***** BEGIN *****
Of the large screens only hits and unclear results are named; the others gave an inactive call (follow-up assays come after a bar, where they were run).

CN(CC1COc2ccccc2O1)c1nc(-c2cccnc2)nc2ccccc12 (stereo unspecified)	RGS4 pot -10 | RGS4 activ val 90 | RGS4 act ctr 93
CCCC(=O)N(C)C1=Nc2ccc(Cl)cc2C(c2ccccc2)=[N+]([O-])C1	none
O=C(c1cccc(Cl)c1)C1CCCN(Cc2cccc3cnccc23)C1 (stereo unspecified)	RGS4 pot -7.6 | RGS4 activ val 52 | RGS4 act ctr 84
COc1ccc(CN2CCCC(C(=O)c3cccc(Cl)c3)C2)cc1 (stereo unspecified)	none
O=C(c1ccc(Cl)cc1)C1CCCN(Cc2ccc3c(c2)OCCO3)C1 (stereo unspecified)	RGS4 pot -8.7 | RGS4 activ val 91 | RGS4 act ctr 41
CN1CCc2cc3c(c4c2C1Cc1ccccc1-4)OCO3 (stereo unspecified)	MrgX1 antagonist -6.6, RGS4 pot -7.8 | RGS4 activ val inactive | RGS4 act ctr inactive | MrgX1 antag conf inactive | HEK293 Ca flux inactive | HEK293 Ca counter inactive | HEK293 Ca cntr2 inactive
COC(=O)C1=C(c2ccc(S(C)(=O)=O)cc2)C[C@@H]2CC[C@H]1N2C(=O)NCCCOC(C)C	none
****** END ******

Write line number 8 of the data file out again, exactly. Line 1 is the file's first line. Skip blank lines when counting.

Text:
COC(=O)C1=C(c2ccc(S(C)(=O)=O)cc2)C[C@@H]2CC[C@H]1N2C(=O)NCCCOC(C)C	none